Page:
He was also, in 1890, an honorary member of Savage Club Lodge No. 2190. Notwithstanding all this intense Masonic activity, his enthusiasm and devotion to the Craft during these two decades is most manifest in the extracurricular activities associated with the unattached Clarence Lodge of Instruction in which he was elected Treasurer in 1893, a post that he actively filled until 1904. The Clarence Lodge of Instruction was founded by members of the Bank of England Lodge and was effectively a daughter Lodge to the well-known and long-standing Emulation Lodge of Improvement. 

Toward the end of the 19th and beginning of the 20th centuries, the imagination of Victorian England was captivated by developments in Africa. Henry Wellcome had the flair and the money to do something practical about it. In 1884 he had met, and become close friends with Henry Stanley, the explorer, with whom he had a great deal in common. 

It was his friendship with Stanley that was largely responsible for Wellcome’s great interest in Africa. He was among the first European civilians to visit the Sudan after the Battle of Omdurman in the winter of 1900. He later met Lord Kitchener, an equally enthusiastic and high-ranking Freemason. In November 1899, following the agreement reached between Britain and Egypt, restoring Egyptian rule in Sudan, Kitchener was simultaneously appointed Governor-General of the Sudan and the first District Grand Master of Egypt & the Sudan. 

Sir Francis Reginald Wingate took over the Governorship from Kitchener, and much of Wellcome’s activities were coordinated through the auspices of Wingate. Henry’s first visit left such a strong impression on him that he spent a total of 14 active years in the area establishing the Gordon Memorial College and founding the Wellcome Tropical Research Laboratories in Khartoum, which placed Sudan in the forefront of tropical diseases research.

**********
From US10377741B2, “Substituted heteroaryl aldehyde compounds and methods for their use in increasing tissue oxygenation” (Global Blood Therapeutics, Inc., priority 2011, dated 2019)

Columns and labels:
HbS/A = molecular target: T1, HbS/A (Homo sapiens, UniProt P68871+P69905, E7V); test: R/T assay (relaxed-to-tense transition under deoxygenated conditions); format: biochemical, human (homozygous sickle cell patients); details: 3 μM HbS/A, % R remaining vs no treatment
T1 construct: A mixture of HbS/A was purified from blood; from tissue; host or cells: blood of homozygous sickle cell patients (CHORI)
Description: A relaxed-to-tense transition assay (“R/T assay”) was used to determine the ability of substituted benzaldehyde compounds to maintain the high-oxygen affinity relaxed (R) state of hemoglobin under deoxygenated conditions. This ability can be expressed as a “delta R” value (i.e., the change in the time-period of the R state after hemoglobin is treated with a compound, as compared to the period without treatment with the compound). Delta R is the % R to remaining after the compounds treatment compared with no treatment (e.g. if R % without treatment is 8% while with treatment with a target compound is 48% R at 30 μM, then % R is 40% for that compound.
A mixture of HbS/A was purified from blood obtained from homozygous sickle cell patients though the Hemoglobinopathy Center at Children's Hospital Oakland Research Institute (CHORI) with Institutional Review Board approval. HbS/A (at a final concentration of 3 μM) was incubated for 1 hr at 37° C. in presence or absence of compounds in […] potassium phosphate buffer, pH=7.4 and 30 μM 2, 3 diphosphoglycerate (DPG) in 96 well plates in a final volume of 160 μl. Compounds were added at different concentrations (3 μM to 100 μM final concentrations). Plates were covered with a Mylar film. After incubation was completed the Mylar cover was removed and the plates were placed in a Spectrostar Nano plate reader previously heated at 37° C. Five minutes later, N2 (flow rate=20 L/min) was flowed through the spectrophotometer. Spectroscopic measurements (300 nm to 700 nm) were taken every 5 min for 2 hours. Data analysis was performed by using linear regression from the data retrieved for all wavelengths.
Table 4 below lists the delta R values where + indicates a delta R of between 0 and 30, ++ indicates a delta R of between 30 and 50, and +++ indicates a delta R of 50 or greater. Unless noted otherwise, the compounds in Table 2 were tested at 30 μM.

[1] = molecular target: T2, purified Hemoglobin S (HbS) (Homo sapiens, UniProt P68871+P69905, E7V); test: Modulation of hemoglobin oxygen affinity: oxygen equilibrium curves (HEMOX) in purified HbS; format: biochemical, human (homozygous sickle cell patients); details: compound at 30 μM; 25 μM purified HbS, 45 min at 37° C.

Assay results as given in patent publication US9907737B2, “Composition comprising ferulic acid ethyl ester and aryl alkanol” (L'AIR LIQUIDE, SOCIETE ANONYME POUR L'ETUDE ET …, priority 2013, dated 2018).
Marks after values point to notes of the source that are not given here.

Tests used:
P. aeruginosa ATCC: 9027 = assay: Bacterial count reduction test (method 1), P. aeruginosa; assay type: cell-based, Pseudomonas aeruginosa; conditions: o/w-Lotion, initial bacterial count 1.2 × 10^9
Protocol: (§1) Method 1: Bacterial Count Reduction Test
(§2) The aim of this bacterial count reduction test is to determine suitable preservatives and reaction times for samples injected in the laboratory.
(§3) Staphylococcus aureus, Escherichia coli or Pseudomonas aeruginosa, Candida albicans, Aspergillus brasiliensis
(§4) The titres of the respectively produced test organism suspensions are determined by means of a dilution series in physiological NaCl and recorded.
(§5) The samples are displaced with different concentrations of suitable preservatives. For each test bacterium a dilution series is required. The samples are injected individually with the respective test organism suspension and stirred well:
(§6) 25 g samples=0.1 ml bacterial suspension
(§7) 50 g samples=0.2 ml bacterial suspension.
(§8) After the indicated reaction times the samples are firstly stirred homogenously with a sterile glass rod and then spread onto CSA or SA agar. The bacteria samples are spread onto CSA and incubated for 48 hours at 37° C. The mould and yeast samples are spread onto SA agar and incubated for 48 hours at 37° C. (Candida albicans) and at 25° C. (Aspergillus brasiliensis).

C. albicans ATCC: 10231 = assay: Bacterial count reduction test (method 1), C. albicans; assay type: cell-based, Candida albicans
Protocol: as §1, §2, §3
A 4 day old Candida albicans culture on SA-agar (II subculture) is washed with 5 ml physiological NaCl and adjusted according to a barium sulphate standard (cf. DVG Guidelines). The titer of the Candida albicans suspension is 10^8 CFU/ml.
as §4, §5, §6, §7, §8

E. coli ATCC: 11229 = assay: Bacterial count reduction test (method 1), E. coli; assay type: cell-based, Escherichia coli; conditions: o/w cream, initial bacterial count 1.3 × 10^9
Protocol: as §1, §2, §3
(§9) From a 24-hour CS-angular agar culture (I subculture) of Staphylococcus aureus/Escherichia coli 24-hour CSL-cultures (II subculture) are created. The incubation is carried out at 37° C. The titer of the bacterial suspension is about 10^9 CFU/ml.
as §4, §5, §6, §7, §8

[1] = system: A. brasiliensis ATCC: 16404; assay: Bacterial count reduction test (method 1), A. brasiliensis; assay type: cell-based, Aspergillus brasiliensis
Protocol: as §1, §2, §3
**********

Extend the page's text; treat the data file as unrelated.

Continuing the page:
Wellcome was an enthusiastic collector and a keen archaeologist. His interests in the Sudan and Egypt extended to archaeological digs, most famously at Jebel Moya in the Sudan, where he hired over 4,000 people to excavate over a period of several years. Notwithstanding some controversy as to his treatment of the native workers, he was popularly known as Al Pasha by the local inhabitants. 

His main collecting passion, however, was for medically related artefacts. He acquired a vast collection of scientific and other books and instruments – many of which are now on display in the Wellcome Gallery of London’s Science Museum or the Wellcome Institute Library. The Wellcome collection is vast, as Henry bought everything in sight that had anything whatsoever to do with medicine. 

The collection includes, for instance, Napoleon Bonaparte’s toothbrush, Charles Darwin’s walking stick and Florence Nightingale’s slippers. In 1936, at the time of his death, the total Wellcome collection consisted of over one million objects of which some 125,000 items were medically related and formed part of the permanent collection. 

The remainder of the items, including his Masonic possessions, were dispersed after his death by gift to other Museums and by auction. In one instance, on 21 March 1938, Harrods, Allsop & Co auctioned ‘by order of the trustees of the late Sir Henry Wellcome’ a total of nearly 200 books on Freemasonry in 11 lots (numbers 95 to 106). 

These included a first edition of Anderson’s Constitutions of 1723, a 1745 edition of the French Exposure Ordre Des Franc-Maçon Trahi, a 1691 edition of a Knights Templar volume, among many other classical works. They were all purchased by a buyer identified only as Marks, for £4.10s. 

It was in Khartoum in 1901 that Henry Wellcome met the beautiful, if somewhat impulsive, Gwendoline Maud Syrie and almost immediately fell in love with her. She was travelling with her father, Dr Thomas Barnardo (see MQ, issue 20), the famous founder of homes for orphan children and an old friend of Henry’s. Queenie, as she later became popularly known, was 21 and 27 years Henry’s junior. They married very soon thereafter and had one child, Henry Mounteney. 

Initially all was well but their interests, emphasised by the difference in age, were at opposite ends of the social spectrum. Henry was energetic and enjoyed sport and travel, whilst Syrie preferred sedentary socialising in London’s sophisticated parlours and drawing-rooms. Their son, who lived into his eighties, was born with mild brain-damage and had a learning disability that kept him apart from his family from the age of three for most of his childhood.